September 29, 2014
Interviewed by: David Snow
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It’s Not You, It’s Them

Privcap presents reason No. 3: “It’s Not You, It’s Them.” Although GPs may try their hardest to woo an LP, they may get passed over for reasons that they shouldn’t take personally. Our panel of experts from MVision, StepStone and Zurich Alternative talk about why GPs should listen to the adage “it’s not you, it’s them.” Part 3 of a 5-part video series.

Privcap presents reason No. 3: “It’s Not You, It’s Them.” Although GPs may try their hardest to woo an LP, they may get passed over for reasons that they shouldn’t take personally. Our panel of experts from MVision, StepStone and Zurich Alternative talk about why GPs should listen to the adage “it’s not you, it’s them.” Part 3 of a 5-part video series.

It’s Not You, It’s Them
Five Reasons Why You Won’t Raise Your Next Fund

David Snow, Privcap: Today, we’re joined by Michael Elio of StepStone, Moose Guen of MVision Private Equity Advisors, and William Chu of Zurich Alternative Asset Management. Gentlemen, welcome to Privcap. Thanks for being here.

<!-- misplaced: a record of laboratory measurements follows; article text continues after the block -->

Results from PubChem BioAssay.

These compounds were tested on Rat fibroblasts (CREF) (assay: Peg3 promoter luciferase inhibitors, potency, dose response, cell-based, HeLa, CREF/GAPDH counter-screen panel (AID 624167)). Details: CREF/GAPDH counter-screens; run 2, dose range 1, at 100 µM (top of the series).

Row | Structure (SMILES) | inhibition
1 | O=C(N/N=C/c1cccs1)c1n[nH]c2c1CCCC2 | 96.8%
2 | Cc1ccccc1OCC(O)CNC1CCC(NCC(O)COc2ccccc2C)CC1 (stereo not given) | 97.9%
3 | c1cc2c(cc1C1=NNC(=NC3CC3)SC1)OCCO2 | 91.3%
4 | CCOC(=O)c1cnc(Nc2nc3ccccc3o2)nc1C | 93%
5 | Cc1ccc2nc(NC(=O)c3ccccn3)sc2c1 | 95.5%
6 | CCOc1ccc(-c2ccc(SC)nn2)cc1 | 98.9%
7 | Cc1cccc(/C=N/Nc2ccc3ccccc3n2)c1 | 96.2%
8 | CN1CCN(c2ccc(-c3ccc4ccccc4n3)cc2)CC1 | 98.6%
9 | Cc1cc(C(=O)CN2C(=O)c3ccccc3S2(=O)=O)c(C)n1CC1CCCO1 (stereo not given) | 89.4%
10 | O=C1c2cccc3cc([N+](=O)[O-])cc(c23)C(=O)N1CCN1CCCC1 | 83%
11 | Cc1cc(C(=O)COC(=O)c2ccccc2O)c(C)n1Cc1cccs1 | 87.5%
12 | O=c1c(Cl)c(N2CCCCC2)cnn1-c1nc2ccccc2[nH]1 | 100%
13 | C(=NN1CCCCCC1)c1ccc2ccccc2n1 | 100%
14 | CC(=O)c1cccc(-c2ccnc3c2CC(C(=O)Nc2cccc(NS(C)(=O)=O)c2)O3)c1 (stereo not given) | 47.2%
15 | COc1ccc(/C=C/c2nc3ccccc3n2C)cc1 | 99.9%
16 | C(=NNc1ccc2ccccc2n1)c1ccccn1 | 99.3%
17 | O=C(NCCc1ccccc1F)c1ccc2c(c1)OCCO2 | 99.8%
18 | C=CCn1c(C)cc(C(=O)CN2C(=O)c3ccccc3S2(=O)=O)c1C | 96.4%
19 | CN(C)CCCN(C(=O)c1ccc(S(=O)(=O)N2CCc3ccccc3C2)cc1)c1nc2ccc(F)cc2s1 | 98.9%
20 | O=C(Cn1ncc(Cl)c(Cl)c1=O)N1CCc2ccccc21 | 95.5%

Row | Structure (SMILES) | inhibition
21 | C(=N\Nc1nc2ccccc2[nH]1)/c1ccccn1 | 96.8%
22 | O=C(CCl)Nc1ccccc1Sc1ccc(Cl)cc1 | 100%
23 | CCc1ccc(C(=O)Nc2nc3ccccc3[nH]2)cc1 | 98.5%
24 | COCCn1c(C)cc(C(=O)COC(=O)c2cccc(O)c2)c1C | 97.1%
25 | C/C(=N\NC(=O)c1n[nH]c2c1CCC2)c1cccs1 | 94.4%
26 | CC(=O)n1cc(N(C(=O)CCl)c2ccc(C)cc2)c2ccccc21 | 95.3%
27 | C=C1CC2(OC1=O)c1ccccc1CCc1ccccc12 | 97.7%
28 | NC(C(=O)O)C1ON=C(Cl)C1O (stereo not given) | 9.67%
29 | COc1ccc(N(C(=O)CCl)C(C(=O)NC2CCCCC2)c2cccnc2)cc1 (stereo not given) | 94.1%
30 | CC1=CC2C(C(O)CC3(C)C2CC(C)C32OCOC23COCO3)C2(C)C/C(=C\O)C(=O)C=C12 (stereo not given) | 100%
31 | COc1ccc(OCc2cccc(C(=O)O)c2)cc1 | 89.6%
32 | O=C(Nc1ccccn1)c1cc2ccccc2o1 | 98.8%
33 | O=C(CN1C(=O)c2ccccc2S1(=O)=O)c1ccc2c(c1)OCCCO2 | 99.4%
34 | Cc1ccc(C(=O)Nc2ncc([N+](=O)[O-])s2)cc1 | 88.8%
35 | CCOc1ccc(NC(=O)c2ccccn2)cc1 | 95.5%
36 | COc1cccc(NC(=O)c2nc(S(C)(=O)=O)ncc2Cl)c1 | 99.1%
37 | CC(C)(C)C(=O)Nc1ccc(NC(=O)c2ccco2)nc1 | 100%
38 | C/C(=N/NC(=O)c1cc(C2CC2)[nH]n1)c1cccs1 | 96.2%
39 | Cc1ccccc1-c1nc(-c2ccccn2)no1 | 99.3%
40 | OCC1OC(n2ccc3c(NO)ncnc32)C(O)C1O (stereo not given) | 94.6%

Unison: Thank you.

Snow: We are talking about fundraising and about reasons why an LP may not invest in your next fund. All of you are fundraising experts, so I’m fascinated to hear your views. Let’s talk about Reason #3 why you might not raise your next fund and that is, “It’s not you, it’s them.” In that sentence, “you” means you, the GP, and “them” means the LPs. A classic break-up line, of course—“It’s not you, it’s me.” In the realm of private equity, there could be reasons that, despite your strong track record, an LP nevertheless can’t take any more of what you have to offer, despite your many merits into the institutional portfolio. Mike, can you paint some scenarios for why that would be the case?

Michael Elio, StepStone: There are quite a few reasons. It’s interesting in this world of “the client is never wrong,” or the LP is never wrong, but in this particular case, it rings true. Different LPs have different mandates and different places where they want to invest their money. A lot of GPs come through their door. We met with 750 last year alone. We do not have mandates for every GP that comes in the door. We also don’t have mandates for every great GP that comes in the door. If an LP is not looking for that type of investment, it’s just not a fit. So, in that case, you’re correct: it’s not you, it’s them.